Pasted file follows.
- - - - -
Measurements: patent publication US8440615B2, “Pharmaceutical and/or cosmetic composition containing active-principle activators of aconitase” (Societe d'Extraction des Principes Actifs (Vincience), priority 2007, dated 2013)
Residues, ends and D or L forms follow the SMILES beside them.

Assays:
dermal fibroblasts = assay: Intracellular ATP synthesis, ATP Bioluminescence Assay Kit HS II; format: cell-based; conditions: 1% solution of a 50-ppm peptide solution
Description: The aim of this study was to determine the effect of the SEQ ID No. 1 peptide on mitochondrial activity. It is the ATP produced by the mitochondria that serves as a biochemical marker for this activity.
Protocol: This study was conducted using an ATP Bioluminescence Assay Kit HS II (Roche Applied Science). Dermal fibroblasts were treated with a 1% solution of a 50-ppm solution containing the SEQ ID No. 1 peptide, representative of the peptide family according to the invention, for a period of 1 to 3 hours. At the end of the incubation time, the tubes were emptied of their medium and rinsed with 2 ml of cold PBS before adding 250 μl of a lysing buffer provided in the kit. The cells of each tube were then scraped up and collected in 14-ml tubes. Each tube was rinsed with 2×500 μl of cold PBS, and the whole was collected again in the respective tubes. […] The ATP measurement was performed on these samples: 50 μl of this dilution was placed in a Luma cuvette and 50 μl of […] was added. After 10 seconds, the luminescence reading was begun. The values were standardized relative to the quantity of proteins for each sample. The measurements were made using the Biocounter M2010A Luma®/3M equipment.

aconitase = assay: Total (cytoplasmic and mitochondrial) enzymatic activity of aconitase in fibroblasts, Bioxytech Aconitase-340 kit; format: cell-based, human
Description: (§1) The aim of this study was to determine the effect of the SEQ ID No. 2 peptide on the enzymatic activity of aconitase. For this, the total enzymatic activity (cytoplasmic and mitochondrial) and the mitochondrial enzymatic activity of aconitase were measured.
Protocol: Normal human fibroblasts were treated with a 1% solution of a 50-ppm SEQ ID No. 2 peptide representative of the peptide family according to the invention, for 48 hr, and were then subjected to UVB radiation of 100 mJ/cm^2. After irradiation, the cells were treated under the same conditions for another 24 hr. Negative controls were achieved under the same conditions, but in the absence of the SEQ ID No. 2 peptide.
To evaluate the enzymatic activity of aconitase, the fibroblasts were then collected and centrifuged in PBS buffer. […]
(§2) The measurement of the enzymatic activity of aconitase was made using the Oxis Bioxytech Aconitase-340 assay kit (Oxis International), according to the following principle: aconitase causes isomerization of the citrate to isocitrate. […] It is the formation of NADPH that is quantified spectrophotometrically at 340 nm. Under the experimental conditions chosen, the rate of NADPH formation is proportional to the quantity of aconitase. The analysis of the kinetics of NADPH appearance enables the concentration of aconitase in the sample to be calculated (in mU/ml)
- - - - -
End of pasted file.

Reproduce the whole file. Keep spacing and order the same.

Measurements: patent publication US8440615B2, “Pharmaceutical and/or cosmetic composition containing active-principle activators of aconitase” (Societe d'Extraction des Principes Actifs (Vincience), priority 2007, dated 2013)
Residues, ends and D or L forms follow the SMILES beside them.

Assays:
dermal fibroblasts = assay: Intracellular ATP synthesis, ATP Bioluminescence Assay Kit HS II; format: cell-based; conditions: 1% solution of a 50-ppm peptide solution
Description: The aim of this study was to determine the effect of the SEQ ID No. 1 peptide on mitochondrial activity. It is the ATP produced by the mitochondria that serves as a biochemical marker for this activity.
Protocol: This study was conducted using an ATP Bioluminescence Assay Kit HS II (Roche Applied Science). Dermal fibroblasts were treated with a 1% solution of a 50-ppm solution containing the SEQ ID No. 1 peptide, representative of the peptide family according to the invention, for a period of 1 to 3 hours. At the end of the incubation time, the tubes were emptied of their medium and rinsed with 2 ml of cold PBS before adding 250 μl of a lysing buffer provided in the kit. The cells of each tube were then scraped up and collected in 14-ml tubes. Each tube was rinsed with 2×500 μl of cold PBS, and the whole was collected again in the respective tubes. […] The ATP measurement was performed on these samples: 50 μl of this dilution was placed in a Luma cuvette and 50 μl of […] was added. After 10 seconds, the luminescence reading was begun. The values were standardized relative to the quantity of proteins for each sample. The measurements were made using the Biocounter M2010A Luma®/3M equipment.

aconitase = assay: Total (cytoplasmic and mitochondrial) enzymatic activity of aconitase in fibroblasts, Bioxytech Aconitase-340 kit; format: cell-based, human
Description: (§1) The aim of this study was to determine the effect of the SEQ ID No. 2 peptide on the enzymatic activity of aconitase. For this, the total enzymatic activity (cytoplasmic and mitochondrial) and the mitochondrial enzymatic activity of aconitase were measured.
Protocol: Normal human fibroblasts were treated with a 1% solution of a 50-ppm SEQ ID No. 2 peptide representative of the peptide family according to the invention, for 48 hr, and were then subjected to UVB radiation of 100 mJ/cm^2. After irradiation, the cells were treated under the same conditions for another 24 hr. Negative controls were achieved under the same conditions, but in the absence of the SEQ ID No. 2 peptide.
To evaluate the enzymatic activity of aconitase, the fibroblasts were then collected and centrifuged in PBS buffer. […]
(§2) The measurement of the enzymatic activity of aconitase was made using the Oxis Bioxytech Aconitase-340 assay kit (Oxis International), according to the following principle: aconitase causes isomerization of the citrate to isocitrate. […] It is the formation of NADPH that is quantified spectrophotometrically at 340 nm. Under the experimental conditions chosen, the rate of NADPH formation is proportional to the quantity of aconitase. The analysis of the kinetics of NADPH appearance enables the concentration of aconitase in the sample to be calculated (in mU/ml)